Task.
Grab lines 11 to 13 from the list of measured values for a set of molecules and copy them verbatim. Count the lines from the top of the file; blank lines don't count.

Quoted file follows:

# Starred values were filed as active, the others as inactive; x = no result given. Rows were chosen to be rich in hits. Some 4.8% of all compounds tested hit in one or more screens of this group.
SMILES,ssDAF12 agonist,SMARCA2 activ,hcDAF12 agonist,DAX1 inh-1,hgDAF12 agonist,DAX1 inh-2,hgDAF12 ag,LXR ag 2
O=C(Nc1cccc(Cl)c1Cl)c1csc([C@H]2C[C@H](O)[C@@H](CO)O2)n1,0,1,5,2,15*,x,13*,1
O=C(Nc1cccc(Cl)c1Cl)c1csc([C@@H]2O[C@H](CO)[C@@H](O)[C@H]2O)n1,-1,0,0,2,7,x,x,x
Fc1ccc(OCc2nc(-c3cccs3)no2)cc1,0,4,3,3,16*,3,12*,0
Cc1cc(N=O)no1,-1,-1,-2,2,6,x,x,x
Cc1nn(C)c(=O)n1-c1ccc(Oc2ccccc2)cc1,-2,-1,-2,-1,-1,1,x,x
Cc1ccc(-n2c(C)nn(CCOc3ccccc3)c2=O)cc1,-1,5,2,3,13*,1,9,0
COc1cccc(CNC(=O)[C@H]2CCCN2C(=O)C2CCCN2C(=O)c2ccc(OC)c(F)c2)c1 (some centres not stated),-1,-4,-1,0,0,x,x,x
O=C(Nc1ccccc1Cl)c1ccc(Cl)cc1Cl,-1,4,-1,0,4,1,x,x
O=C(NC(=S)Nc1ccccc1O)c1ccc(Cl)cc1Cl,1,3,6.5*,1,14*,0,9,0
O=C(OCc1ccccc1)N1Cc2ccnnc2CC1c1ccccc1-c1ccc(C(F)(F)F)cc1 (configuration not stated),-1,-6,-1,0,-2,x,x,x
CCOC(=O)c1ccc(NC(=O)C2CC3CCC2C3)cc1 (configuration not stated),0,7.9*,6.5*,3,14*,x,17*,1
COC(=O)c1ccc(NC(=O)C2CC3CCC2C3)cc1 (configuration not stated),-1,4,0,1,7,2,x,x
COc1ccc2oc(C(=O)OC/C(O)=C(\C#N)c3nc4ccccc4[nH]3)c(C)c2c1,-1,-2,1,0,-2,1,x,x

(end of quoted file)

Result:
O=C(NC(=S)Nc1ccccc1O)c1ccc(Cl)cc1Cl,1,3,6.5*,1,14*,0,9,0
O=C(OCc1ccccc1)N1Cc2ccnnc2CC1c1ccccc1-c1ccc(C(F)(F)F)cc1 (configuration not stated),-1,-6,-1,0,-2,x,x,x
CCOC(=O)c1ccc(NC(=O)C2CC3CCC2C3)cc1 (configuration not stated),0,7.9*,6.5*,3,14*,x,17*,1